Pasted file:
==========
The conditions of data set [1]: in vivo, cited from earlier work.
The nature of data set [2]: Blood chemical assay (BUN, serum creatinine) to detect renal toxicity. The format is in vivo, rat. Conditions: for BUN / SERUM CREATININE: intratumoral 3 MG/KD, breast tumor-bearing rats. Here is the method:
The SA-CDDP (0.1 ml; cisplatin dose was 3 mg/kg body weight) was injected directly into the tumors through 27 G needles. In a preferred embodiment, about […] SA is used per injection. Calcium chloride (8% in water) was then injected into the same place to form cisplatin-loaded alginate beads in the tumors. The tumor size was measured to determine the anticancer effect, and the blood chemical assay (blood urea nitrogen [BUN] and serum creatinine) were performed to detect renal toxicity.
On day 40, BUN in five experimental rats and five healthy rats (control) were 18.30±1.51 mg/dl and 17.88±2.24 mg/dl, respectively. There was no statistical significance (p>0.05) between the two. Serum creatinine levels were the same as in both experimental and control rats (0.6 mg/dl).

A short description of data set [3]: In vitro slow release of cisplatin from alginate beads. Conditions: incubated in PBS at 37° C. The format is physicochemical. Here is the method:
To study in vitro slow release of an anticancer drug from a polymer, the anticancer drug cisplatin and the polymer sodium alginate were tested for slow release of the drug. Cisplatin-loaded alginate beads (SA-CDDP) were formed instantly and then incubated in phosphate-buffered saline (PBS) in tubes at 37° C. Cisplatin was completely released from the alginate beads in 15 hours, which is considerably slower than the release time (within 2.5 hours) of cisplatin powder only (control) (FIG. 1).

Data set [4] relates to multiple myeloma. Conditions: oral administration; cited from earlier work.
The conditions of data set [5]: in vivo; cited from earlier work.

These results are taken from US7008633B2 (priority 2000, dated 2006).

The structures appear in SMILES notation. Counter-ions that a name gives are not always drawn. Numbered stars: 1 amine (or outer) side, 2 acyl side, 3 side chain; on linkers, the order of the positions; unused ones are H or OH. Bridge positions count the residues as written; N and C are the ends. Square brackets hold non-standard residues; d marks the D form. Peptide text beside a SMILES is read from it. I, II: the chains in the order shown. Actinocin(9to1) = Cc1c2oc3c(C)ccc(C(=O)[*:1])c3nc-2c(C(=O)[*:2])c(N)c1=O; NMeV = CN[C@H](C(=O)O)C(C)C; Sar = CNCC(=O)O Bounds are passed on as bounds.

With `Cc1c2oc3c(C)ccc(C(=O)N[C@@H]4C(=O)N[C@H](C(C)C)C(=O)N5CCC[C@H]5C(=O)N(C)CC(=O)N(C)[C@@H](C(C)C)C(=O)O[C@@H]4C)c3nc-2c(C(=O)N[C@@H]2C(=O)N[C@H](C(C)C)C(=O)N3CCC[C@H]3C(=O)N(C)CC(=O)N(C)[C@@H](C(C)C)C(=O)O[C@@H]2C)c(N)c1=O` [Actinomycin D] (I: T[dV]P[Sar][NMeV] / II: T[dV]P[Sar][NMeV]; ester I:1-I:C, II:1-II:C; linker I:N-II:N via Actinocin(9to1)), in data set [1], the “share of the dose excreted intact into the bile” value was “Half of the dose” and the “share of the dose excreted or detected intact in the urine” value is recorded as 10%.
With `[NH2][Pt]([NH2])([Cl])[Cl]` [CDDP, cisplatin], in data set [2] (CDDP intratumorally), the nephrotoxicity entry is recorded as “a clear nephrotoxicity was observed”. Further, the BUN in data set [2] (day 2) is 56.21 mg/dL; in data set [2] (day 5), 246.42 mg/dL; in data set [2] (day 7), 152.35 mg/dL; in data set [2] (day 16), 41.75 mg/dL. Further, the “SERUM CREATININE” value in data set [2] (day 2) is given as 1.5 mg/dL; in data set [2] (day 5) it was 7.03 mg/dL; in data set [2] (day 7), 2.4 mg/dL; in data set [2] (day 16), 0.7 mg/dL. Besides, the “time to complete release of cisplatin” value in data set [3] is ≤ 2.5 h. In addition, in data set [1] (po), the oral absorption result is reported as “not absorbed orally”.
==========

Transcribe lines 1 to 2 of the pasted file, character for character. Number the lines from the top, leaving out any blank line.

The conditions of data set [1]: in vivo, cited from earlier work.
The nature of data set [2]: Blood chemical assay (BUN, serum creatinine) to detect renal toxicity. The format is in vivo, rat. Conditions: for BUN / SERUM CREATININE: intratumoral 3 MG/KD, breast tumor-bearing rats. Here is the method: